death and political changes. His subtle arguments bring to light the political subtext of

events, illustrating the complexity of the time.


Anne has her own internal struggles. Her attempt to find balance between love and

responsibility, between past and present, adds depth to the narrative. The author adeptly

captures the complexity of the relationship between Louis and Anne, highlighting emotional

nuances and profound dilemmas.


At the peak of the trial, the author constructs an emotional and compelling plea through the

character of Louis Mie. Before the jury, he discusses the theme of power, whether political or

religious, and analyzes how authority was compromised in the tragic event at Hautefaye.

Louis's plea focuses on the inaction of those in power at that crucial moment, demonstrating

how this lack of authority fueled the crowd's anger and led to tragedy.


I know that the work of this type of person, or people, was part of that day, August 16 in

Hautefaye. I know that my client had a role in this miserable, tragic affair, but I also know he

was but another resource in a horrible machine that others operated. That he was made to

play his part like a puppet, having succumbed to his grief as his blind guide. “But are we not

moving forward, all of us? The great effort of the September 4 revolution and a new

republic? What is all of this if not our common effort towards a system of peace, justice, and

love, so that we might erase this type of person and idea? We have just had a revolution,

barely three months ago, and not a drop of blood spilled in the transition of power! For the

first time in our history, freedom came to us without violence!”


Using powerful language and well-articulated arguments, the author masterfully captures the

social and political disorder of the time, highlighting crucial aspects of the situation. The plea

is supported by introspection into human nature, emphasizing the duality between good and

evil, with Louis Mie becoming the voice raising profound moral questions.


At a pivotal moment, Louis Mie underscores the role of the jury in setting an example,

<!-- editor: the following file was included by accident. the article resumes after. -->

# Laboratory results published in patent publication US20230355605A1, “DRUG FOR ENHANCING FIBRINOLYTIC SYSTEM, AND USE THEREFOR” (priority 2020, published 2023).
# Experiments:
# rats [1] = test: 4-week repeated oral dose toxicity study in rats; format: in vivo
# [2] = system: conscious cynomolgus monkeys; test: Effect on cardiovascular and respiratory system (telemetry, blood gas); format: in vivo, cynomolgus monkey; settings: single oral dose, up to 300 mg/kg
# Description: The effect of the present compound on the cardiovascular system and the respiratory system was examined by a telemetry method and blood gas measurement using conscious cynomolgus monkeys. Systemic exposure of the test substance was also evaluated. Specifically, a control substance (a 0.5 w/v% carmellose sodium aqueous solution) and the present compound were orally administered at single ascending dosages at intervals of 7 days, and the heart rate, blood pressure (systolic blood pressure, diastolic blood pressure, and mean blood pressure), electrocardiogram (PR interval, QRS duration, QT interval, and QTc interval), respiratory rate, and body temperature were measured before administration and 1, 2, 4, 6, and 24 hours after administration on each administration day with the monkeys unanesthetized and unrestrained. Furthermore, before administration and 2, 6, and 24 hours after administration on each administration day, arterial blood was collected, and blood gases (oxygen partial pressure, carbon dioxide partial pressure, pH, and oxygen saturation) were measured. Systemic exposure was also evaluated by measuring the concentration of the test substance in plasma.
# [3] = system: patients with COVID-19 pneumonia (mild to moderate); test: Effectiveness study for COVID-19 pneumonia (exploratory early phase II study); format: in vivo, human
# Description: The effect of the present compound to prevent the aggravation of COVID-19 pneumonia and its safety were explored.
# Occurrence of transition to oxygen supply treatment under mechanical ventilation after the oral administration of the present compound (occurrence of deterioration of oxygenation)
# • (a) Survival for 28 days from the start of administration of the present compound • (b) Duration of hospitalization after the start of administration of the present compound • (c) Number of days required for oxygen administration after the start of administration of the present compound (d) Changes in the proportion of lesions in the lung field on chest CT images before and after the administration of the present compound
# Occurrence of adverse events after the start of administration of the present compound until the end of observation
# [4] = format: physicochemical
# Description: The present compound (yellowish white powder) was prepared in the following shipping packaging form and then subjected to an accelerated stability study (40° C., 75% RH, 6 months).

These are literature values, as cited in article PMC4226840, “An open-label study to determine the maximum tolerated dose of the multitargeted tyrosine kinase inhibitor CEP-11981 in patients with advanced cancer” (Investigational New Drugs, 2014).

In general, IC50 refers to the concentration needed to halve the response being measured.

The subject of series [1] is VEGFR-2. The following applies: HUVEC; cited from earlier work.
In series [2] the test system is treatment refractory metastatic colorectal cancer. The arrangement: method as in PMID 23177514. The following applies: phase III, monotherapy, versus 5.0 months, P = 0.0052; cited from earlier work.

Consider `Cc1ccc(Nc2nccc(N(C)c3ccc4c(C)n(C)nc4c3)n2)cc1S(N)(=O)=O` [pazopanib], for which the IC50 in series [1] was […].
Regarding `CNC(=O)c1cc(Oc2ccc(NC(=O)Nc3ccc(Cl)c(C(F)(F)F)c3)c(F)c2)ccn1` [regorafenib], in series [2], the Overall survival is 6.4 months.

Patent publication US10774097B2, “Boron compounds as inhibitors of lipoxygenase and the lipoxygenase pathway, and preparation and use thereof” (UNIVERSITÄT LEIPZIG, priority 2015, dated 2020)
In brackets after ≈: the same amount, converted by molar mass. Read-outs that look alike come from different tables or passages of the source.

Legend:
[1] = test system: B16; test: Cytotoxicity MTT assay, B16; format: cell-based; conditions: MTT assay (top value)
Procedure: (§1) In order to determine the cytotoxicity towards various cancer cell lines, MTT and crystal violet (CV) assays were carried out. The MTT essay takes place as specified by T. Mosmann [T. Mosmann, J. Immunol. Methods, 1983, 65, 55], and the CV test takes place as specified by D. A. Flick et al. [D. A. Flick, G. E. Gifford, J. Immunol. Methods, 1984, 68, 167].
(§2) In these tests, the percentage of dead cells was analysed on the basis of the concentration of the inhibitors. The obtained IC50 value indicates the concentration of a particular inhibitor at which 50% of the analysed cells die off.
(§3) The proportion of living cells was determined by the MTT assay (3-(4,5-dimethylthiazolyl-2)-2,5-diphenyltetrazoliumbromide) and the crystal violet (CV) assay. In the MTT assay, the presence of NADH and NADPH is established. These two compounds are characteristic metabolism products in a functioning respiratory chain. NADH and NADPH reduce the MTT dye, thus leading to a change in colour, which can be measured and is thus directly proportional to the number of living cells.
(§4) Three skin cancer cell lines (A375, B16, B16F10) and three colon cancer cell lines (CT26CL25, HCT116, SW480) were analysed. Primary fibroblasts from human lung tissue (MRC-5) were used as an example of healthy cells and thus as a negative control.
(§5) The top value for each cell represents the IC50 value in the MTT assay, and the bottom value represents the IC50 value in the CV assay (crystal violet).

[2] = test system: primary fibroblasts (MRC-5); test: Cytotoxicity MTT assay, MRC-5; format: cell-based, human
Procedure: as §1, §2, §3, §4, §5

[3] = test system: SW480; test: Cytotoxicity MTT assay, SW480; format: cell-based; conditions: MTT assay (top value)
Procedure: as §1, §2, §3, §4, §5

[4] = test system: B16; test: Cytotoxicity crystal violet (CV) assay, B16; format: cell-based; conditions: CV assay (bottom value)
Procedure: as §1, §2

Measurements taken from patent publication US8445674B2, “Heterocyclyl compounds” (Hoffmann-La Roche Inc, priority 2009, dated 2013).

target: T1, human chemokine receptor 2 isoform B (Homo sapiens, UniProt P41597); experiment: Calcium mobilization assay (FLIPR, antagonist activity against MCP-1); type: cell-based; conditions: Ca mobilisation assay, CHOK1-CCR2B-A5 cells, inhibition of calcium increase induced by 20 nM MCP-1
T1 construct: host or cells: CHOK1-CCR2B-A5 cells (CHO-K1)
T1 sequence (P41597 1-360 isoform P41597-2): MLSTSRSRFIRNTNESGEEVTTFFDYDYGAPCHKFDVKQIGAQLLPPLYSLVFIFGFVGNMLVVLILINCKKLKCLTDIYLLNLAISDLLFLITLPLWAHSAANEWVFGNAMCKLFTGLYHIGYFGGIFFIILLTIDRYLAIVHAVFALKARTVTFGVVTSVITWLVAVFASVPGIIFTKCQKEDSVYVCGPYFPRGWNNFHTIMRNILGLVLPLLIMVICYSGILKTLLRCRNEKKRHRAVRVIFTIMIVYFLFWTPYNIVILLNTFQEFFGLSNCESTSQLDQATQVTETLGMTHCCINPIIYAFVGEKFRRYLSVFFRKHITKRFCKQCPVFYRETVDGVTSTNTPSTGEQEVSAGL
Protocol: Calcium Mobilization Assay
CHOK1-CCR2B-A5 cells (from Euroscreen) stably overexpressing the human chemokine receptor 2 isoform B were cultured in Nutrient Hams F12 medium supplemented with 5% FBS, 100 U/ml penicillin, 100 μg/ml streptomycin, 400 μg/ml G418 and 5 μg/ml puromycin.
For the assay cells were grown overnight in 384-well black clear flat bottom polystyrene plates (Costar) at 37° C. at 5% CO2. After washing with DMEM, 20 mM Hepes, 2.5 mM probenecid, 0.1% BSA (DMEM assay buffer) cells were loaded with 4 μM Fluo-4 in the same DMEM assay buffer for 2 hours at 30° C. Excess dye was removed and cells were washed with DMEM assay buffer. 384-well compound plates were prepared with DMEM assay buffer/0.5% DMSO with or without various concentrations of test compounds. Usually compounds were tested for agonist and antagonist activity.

contributing to the formation of a society based on justice and forgiveness. With words

resonating with eloquence and passion, he concludes the plea, leaving the verdict in the

hands of the jurors, expressing confidence in their justice and goodness.


Louis rested his hand on the wooden rail of the jury box. He took a breath. What more to

say to them? He had tried his best. “Gentlemen of the jury, I leave it to you. I know you will

be just because you are good. Above all, you must search for truth everywhere and for

justice always.”


This part of the story adds a strong note of tension and drama, providing readers with an

opportunity to reflect on the moral and social complexity amid a tumultuous historical

moment. As the verdict approaches, tension escalates, and the narrative continues to

captivate, bringing to the forefront not only the characters but also the society in which they

evolve. The powerful imagery created around Louis' internal conflict underscores the narrative

strength of the story.


As the main character confronts his own conscience and moral values are put to the test, the

reader is invited to reflect on the complexity of the political world and justice. Tense

dialogues and difficult decisions add narrative depth, transforming the review into a

captivating exploration of ethical and political conflicts.


Later, Louis's encounter with Léon Gambetta reveals the intricate dynamics of politics and

power, shedding light on rivalries and alliances in this turbulent context. His attempt to

influence Gambetta's decision through the personal delivery of a letter adds a personal and

dramatic touch, emphasizing the character's desperation in the face of rapidly unfolding

events.


In the conclusion of this complex story, the author deepens the analysis of Louis Mie, the

central character. Louis faces varied challenges, from the struggle for justice in the

courtroom to involvement in political turmoil. His return home offers a strong contrast to the

legal and political dramas, highlighting another facet of his life. The unfortunate events in prison highlight the moral dilemmas and challenges in a politically corrupt and justice-tainted world. Intense dialogues and exchanges with other characters add complexity, revealing Louis's inner conflict and the political tensions of that tumultuous period.


Lastly, the conclusion offers a subtle and reflective resolution, highlighting the character's changes and leaving open questions related to morality and justice. The author's careful approach to themes such as politics, morality, and personal sacrifice contributes to the construction of a captivating narrative.


*****


“Louis Mie and the Trial of Hautefaye” by L M Twist receives five stars and the “Highly Recommended” award of excellence from The Historical Fiction Company


Award:



 

To have your historical novel editorially reviewed and/or enter the HFC Book of the Year contest, please visit www.thehistoricalfictioncompany.com/book-awards/award-submission